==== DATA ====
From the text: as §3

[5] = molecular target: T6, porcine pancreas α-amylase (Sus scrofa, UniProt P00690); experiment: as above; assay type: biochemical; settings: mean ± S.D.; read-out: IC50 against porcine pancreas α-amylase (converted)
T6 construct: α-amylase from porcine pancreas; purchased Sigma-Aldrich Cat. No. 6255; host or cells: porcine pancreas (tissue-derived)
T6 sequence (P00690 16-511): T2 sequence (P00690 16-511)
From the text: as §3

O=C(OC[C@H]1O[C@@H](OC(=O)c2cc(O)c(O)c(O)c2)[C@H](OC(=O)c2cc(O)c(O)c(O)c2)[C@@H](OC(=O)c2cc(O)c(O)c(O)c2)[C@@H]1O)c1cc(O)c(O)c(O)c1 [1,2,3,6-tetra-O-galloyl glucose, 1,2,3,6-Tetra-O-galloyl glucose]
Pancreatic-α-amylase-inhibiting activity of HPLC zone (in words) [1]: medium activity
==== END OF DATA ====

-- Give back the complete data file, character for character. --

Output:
From the text: as §3

[5] = molecular target: T6, porcine pancreas α-amylase (Sus scrofa, UniProt P00690); experiment: as above; assay type: biochemical; settings: mean ± S.D.; read-out: IC50 against porcine pancreas α-amylase (converted)
T6 construct: α-amylase from porcine pancreas; purchased Sigma-Aldrich Cat. No. 6255; host or cells: porcine pancreas (tissue-derived)
T6 sequence (P00690 16-511): T2 sequence (P00690 16-511)
From the text: as §3

O=C(OC[C@H]1O[C@@H](OC(=O)c2cc(O)c(O)c(O)c2)[C@H](OC(=O)c2cc(O)c(O)c(O)c2)[C@@H](OC(=O)c2cc(O)c(O)c(O)c2)[C@@H]1O)c1cc(O)c(O)c(O)c1 [1,2,3,6-tetra-O-galloyl glucose, 1,2,3,6-Tetra-O-galloyl glucose]
Pancreatic-α-amylase-inhibiting activity of HPLC zone (in words) [1]: medium activity